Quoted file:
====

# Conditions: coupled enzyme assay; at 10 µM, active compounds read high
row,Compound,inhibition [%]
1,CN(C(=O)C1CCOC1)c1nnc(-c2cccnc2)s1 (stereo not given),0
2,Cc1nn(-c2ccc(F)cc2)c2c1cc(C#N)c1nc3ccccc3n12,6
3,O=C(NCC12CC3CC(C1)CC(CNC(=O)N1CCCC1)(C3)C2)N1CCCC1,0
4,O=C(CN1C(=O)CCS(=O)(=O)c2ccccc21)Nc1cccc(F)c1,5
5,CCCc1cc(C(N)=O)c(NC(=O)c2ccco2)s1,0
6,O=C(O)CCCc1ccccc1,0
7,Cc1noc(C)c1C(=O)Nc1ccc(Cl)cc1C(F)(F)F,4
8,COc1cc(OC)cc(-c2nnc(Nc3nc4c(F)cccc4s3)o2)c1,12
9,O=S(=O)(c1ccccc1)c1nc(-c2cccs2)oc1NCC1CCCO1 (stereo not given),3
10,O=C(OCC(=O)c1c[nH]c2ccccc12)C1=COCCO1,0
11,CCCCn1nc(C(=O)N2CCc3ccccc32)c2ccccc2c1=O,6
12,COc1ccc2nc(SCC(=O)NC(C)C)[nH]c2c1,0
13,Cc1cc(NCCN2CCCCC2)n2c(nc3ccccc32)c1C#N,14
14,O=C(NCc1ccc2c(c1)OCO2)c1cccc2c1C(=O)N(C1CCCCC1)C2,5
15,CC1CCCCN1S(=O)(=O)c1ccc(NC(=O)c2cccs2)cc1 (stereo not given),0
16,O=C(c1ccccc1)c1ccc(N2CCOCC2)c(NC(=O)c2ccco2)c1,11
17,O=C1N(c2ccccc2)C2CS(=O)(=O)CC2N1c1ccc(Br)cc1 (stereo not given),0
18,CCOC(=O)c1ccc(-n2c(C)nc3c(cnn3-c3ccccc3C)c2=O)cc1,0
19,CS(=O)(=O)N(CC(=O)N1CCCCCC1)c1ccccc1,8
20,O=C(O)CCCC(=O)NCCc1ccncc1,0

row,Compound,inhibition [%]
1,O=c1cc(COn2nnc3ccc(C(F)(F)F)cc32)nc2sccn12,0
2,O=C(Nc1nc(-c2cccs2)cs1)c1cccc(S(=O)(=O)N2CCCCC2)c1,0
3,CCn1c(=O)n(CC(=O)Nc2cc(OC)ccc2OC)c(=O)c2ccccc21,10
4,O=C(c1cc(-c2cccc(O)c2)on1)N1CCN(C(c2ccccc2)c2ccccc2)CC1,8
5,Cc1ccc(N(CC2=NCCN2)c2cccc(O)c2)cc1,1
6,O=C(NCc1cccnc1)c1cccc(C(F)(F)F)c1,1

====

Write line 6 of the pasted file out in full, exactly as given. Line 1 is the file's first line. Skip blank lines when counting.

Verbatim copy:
4,O=C(CN1C(=O)CCS(=O)(=O)c2ccccc21)Nc1cccc(F)c1,5